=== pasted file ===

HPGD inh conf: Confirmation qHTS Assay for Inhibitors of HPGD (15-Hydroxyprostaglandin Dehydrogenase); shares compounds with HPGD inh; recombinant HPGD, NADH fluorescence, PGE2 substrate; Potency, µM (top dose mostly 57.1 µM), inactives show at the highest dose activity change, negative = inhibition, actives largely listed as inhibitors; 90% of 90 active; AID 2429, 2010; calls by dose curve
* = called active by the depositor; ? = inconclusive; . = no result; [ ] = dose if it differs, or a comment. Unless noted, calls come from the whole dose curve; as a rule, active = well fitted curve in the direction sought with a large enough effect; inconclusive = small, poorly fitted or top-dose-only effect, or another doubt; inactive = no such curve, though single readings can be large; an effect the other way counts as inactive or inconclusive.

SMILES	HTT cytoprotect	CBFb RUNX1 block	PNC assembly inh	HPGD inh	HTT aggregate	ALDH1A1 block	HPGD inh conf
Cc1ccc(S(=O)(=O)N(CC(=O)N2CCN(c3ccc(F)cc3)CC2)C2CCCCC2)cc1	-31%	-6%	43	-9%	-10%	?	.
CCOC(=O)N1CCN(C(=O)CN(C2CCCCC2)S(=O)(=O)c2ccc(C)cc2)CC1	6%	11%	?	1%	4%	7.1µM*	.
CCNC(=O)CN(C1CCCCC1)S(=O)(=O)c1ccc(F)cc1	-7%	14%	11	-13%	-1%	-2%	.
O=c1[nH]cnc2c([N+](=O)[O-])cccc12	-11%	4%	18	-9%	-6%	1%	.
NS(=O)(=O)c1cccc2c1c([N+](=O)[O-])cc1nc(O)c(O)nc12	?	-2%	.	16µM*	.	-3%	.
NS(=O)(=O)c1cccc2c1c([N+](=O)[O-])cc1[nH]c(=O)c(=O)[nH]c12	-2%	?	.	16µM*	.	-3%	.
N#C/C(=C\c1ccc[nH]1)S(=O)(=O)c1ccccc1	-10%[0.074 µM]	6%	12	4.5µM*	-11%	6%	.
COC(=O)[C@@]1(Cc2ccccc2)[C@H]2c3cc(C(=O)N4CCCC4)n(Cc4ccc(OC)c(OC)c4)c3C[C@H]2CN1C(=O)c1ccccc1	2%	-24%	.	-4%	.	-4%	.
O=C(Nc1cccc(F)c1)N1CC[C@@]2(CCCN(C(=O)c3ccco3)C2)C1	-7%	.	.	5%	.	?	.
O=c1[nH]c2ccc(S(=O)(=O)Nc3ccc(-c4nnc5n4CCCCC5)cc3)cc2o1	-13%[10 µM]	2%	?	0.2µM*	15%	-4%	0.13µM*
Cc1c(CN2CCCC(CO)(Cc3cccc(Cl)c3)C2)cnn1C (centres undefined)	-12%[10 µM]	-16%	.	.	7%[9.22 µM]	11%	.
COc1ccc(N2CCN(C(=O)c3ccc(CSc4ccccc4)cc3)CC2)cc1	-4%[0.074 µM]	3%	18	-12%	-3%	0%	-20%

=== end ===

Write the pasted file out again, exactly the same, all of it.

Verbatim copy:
HPGD inh conf: Confirmation qHTS Assay for Inhibitors of HPGD (15-Hydroxyprostaglandin Dehydrogenase); shares compounds with HPGD inh; recombinant HPGD, NADH fluorescence, PGE2 substrate; Potency, µM (top dose mostly 57.1 µM), inactives show at the highest dose activity change, negative = inhibition, actives largely listed as inhibitors; 90% of 90 active; AID 2429, 2010; calls by dose curve
* = called active by the depositor; ? = inconclusive; . = no result; [ ] = dose if it differs, or a comment. Unless noted, calls come from the whole dose curve; as a rule, active = well fitted curve in the direction sought with a large enough effect; inconclusive = small, poorly fitted or top-dose-only effect, or another doubt; inactive = no such curve, though single readings can be large; an effect the other way counts as inactive or inconclusive.

SMILES	HTT cytoprotect	CBFb RUNX1 block	PNC assembly inh	HPGD inh	HTT aggregate	ALDH1A1 block	HPGD inh conf
Cc1ccc(S(=O)(=O)N(CC(=O)N2CCN(c3ccc(F)cc3)CC2)C2CCCCC2)cc1	-31%	-6%	43	-9%	-10%	?	.
CCOC(=O)N1CCN(C(=O)CN(C2CCCCC2)S(=O)(=O)c2ccc(C)cc2)CC1	6%	11%	?	1%	4%	7.1µM*	.
CCNC(=O)CN(C1CCCCC1)S(=O)(=O)c1ccc(F)cc1	-7%	14%	11	-13%	-1%	-2%	.
O=c1[nH]cnc2c([N+](=O)[O-])cccc12	-11%	4%	18	-9%	-6%	1%	.
NS(=O)(=O)c1cccc2c1c([N+](=O)[O-])cc1nc(O)c(O)nc12	?	-2%	.	16µM*	.	-3%	.
NS(=O)(=O)c1cccc2c1c([N+](=O)[O-])cc1[nH]c(=O)c(=O)[nH]c12	-2%	?	.	16µM*	.	-3%	.
N#C/C(=C\c1ccc[nH]1)S(=O)(=O)c1ccccc1	-10%[0.074 µM]	6%	12	4.5µM*	-11%	6%	.
COC(=O)[C@@]1(Cc2ccccc2)[C@H]2c3cc(C(=O)N4CCCC4)n(Cc4ccc(OC)c(OC)c4)c3C[C@H]2CN1C(=O)c1ccccc1	2%	-24%	.	-4%	.	-4%	.
O=C(Nc1cccc(F)c1)N1CC[C@@]2(CCCN(C(=O)c3ccco3)C2)C1	-7%	.	.	5%	.	?	.
O=c1[nH]c2ccc(S(=O)(=O)Nc3ccc(-c4nnc5n4CCCCC5)cc3)cc2o1	-13%[10 µM]	2%	?	0.2µM*	15%	-4%	0.13µM*
Cc1c(CN2CCCC(CO)(Cc3cccc(Cl)c3)C2)cnn1C (centres undefined)	-12%[10 µM]	-16%	.	.	7%[9.22 µM]	11%	.
COc1ccc(N2CCN(C(=O)c3ccc(CSc4ccccc4)cc3)CC2)cc1	-4%[0.074 µM]	3%	18	-12%	-3%	0%	-20%